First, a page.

Translator Disclaimer
1 December 2014 Novel Use of a Shark Model to Elicit Innate Behavioral Responses in Sea Turtles: Application to Bycatch Reduction in Commercial Fisheries
Author Affiliations +
Abstract

Sea turtle bycatch in commercial fisheries is a serious global problem. An estimated 250,000 loggerhead (Caretta caretta) and leatherback (Dermochelys coriacea) sea turtles are taken each year as incidental catch by the pelagic longline fishing industry. Studies have examined various deterrents for their potential to repel sea turtles from the vicinity of fishing operations; visual deterrents such as shark models/silhouettes and gillnet illumination have shown the most promise. However, given the difficulty of directly observing sea turtle behavior in the wild, laboratory trials are crucial for characterizing the sea turtle response to shark models. The present study examined the response of 42 captive-reared juvenile loggerhead sea turtles to a shark model in a controlled laboratory setting. Loggerheads exhibited defensive behavior toward the shark model, taking significantly more time to bite squid bait beneath the shark model than that for squid beneath a control object (sphere) and bare squid. Also, the turtles approached the shark model less often and exhibited more defensive carapace turns toward the shark model. Although the shark model in this study elicited avoidance behavior in loggerhead sea turtles, further research is needed to identify plausible applications, which would reduce sea turtle bycatch while maintaining target fish catch rates. It may be possible to develop a “Children's Day Koinobori kite” (a three-dimensional kite) in the shape of a shark that would unfurl and “fly” underwater and could possibly clip to main or float lines in commercial fisheries.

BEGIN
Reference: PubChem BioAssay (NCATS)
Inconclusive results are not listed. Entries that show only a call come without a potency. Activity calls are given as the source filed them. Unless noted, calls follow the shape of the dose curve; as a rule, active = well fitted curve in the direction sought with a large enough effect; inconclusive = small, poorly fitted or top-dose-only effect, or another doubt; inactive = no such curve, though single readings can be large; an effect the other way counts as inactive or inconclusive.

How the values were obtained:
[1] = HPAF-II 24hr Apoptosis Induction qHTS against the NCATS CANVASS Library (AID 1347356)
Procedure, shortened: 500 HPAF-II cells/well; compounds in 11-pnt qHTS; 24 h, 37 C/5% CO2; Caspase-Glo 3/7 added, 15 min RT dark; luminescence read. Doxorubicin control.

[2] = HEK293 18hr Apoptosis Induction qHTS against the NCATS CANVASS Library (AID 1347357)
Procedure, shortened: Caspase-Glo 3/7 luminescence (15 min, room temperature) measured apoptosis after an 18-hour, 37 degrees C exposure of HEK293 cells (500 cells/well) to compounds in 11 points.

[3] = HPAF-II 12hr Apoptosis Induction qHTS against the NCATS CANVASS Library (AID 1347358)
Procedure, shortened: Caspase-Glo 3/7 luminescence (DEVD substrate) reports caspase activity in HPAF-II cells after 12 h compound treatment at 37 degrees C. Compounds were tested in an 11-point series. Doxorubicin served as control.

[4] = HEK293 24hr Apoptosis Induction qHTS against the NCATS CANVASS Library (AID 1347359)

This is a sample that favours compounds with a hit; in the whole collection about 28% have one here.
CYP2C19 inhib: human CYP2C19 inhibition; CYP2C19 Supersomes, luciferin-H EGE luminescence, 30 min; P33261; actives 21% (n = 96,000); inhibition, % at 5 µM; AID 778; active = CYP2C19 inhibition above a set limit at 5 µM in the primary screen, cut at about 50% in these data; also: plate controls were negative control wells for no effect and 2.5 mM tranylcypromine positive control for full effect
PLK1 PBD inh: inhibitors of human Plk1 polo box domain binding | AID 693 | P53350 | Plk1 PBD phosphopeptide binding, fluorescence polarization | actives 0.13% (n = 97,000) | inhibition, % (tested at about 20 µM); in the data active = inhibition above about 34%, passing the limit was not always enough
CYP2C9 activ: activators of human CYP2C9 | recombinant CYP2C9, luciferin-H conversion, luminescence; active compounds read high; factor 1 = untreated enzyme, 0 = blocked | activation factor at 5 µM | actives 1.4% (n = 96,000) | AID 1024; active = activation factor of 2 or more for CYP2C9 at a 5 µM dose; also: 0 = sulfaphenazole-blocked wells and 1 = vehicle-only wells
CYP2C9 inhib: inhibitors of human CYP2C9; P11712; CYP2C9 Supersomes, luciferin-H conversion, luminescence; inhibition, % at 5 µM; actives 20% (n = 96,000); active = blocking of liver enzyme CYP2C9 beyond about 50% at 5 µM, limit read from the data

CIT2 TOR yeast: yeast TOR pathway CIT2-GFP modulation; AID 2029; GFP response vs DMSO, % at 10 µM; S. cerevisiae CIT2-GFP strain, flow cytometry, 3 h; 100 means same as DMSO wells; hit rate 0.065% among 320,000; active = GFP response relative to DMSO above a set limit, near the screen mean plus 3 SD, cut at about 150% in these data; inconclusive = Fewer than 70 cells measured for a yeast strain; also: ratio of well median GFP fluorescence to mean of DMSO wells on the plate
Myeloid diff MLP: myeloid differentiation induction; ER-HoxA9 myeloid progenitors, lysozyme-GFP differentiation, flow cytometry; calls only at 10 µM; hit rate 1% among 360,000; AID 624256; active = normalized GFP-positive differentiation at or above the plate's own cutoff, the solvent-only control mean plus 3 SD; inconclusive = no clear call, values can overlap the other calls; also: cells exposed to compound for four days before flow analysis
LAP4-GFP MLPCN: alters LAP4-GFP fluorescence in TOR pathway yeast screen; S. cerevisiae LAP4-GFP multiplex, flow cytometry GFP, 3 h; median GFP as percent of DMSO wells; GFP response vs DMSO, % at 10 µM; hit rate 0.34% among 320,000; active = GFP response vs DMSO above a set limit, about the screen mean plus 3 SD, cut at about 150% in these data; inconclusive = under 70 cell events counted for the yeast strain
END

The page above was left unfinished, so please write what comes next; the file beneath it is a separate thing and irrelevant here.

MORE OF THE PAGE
© 2014 Chelonian Research Foundation
Angela Bostwick, Benjamin M. Higgins, André M. Landry Jr., and Marti L McCracken "Novel Use of a Shark Model to Elicit Innate Behavioral Responses in Sea Turtles: Application to Bycatch Reduction in Commercial Fisheries," Chelonian Conservation and Biology 13(2), 237-246, (1 December 2014). https://doi.org/10.2744/CCB-1110.1
Received: 23 March 2014; Accepted: 1 August 2014; Published: 1 December 2014
JOURNAL ARTICLE
10 PAGES


SHARE
ARTICLE IMPACT
RIGHTS & PERMISSIONS
Get copyright permission
Back to Top